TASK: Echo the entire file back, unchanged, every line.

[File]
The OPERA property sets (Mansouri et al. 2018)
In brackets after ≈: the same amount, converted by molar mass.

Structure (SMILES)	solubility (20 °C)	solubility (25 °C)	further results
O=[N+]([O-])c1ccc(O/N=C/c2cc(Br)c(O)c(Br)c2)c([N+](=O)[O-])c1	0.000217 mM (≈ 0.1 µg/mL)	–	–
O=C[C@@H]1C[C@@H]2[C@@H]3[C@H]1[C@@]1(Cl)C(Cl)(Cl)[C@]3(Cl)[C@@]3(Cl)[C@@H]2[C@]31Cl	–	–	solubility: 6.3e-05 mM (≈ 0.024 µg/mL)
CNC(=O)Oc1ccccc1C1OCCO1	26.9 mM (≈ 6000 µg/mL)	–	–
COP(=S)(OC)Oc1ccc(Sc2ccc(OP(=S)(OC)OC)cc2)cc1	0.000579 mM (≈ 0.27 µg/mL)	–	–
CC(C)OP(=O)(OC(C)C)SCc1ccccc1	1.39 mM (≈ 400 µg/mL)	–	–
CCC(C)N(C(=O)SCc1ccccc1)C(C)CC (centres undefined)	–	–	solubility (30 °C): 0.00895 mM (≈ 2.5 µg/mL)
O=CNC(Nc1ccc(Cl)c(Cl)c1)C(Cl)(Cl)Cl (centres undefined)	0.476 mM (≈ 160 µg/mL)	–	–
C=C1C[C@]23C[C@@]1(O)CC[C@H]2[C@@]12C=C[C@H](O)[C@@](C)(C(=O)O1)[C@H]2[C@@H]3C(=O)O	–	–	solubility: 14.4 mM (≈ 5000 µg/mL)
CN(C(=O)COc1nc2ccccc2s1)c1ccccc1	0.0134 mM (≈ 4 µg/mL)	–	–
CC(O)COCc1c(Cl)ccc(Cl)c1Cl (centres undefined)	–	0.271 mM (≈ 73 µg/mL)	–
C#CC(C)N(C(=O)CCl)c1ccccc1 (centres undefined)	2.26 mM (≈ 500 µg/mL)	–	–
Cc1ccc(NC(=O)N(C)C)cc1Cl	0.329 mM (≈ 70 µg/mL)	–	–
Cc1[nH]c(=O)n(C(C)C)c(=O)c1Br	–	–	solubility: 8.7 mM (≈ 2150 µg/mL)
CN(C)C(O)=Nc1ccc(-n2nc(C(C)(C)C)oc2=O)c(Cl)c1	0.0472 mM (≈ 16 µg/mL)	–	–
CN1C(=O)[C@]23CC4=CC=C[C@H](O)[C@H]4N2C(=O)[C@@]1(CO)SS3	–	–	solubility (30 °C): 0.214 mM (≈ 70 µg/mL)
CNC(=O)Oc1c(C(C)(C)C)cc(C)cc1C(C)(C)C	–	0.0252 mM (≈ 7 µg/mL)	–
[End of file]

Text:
The OPERA property sets (Mansouri et al. 2018)
In brackets after ≈: the same amount, converted by molar mass.

Structure (SMILES)	solubility (20 °C)	solubility (25 °C)	further results
O=[N+]([O-])c1ccc(O/N=C/c2cc(Br)c(O)c(Br)c2)c([N+](=O)[O-])c1	0.000217 mM (≈ 0.1 µg/mL)	–	–
O=C[C@@H]1C[C@@H]2[C@@H]3[C@H]1[C@@]1(Cl)C(Cl)(Cl)[C@]3(Cl)[C@@]3(Cl)[C@@H]2[C@]31Cl	–	–	solubility: 6.3e-05 mM (≈ 0.024 µg/mL)
CNC(=O)Oc1ccccc1C1OCCO1	26.9 mM (≈ 6000 µg/mL)	–	–
COP(=S)(OC)Oc1ccc(Sc2ccc(OP(=S)(OC)OC)cc2)cc1	0.000579 mM (≈ 0.27 µg/mL)	–	–
CC(C)OP(=O)(OC(C)C)SCc1ccccc1	1.39 mM (≈ 400 µg/mL)	–	–
CCC(C)N(C(=O)SCc1ccccc1)C(C)CC (centres undefined)	–	–	solubility (30 °C): 0.00895 mM (≈ 2.5 µg/mL)
O=CNC(Nc1ccc(Cl)c(Cl)c1)C(Cl)(Cl)Cl (centres undefined)	0.476 mM (≈ 160 µg/mL)	–	–
C=C1C[C@]23C[C@@]1(O)CC[C@H]2[C@@]12C=C[C@H](O)[C@@](C)(C(=O)O1)[C@H]2[C@@H]3C(=O)O	–	–	solubility: 14.4 mM (≈ 5000 µg/mL)
CN(C(=O)COc1nc2ccccc2s1)c1ccccc1	0.0134 mM (≈ 4 µg/mL)	–	–
CC(O)COCc1c(Cl)ccc(Cl)c1Cl (centres undefined)	–	0.271 mM (≈ 73 µg/mL)	–
C#CC(C)N(C(=O)CCl)c1ccccc1 (centres undefined)	2.26 mM (≈ 500 µg/mL)	–	–
Cc1ccc(NC(=O)N(C)C)cc1Cl	0.329 mM (≈ 70 µg/mL)	–	–
Cc1[nH]c(=O)n(C(C)C)c(=O)c1Br	–	–	solubility: 8.7 mM (≈ 2150 µg/mL)
CN(C)C(O)=Nc1ccc(-n2nc(C(C)(C)C)oc2=O)c(Cl)c1	0.0472 mM (≈ 16 µg/mL)	–	–
CN1C(=O)[C@]23CC4=CC=C[C@H](O)[C@H]4N2C(=O)[C@@]1(CO)SS3	–	–	solubility (30 °C): 0.214 mM (≈ 70 µg/mL)
CNC(=O)Oc1c(C(C)(C)C)cc(C)cc1C(C)(C)C	–	0.0252 mM (≈ 7 µg/mL)	–